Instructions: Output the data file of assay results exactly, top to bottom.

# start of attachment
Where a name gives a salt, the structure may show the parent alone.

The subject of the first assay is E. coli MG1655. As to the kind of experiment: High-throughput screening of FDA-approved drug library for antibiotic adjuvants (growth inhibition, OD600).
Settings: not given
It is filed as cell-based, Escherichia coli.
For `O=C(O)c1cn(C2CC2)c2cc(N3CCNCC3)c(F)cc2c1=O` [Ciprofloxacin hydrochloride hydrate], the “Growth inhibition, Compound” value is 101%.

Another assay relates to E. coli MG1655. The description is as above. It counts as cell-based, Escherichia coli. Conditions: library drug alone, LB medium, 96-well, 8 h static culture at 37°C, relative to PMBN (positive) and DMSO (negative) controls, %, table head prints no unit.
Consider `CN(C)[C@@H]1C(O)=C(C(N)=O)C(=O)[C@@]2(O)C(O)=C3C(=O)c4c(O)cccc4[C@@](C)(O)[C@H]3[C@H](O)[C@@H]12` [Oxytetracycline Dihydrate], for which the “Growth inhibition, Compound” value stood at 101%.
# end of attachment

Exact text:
Where a name gives a salt, the structure may show the parent alone.

The subject of the first assay is E. coli MG1655. As to the kind of experiment: High-throughput screening of FDA-approved drug library for antibiotic adjuvants (growth inhibition, OD600).
Settings: not given
It is filed as cell-based, Escherichia coli.
For `O=C(O)c1cn(C2CC2)c2cc(N3CCNCC3)c(F)cc2c1=O` [Ciprofloxacin hydrochloride hydrate], the “Growth inhibition, Compound” value is 101%.

Another assay relates to E. coli MG1655. The description is as above. It counts as cell-based, Escherichia coli. Conditions: library drug alone, LB medium, 96-well, 8 h static culture at 37°C, relative to PMBN (positive) and DMSO (negative) controls, %, table head prints no unit.
Consider `CN(C)[C@@H]1C(O)=C(C(N)=O)C(=O)[C@@]2(O)C(O)=C3C(=O)c4c(O)cccc4[C@@](C)(O)[C@H]3[C@H](O)[C@@H]12` [Oxytetracycline Dihydrate], for which the “Growth inhibition, Compound” value stood at 101%.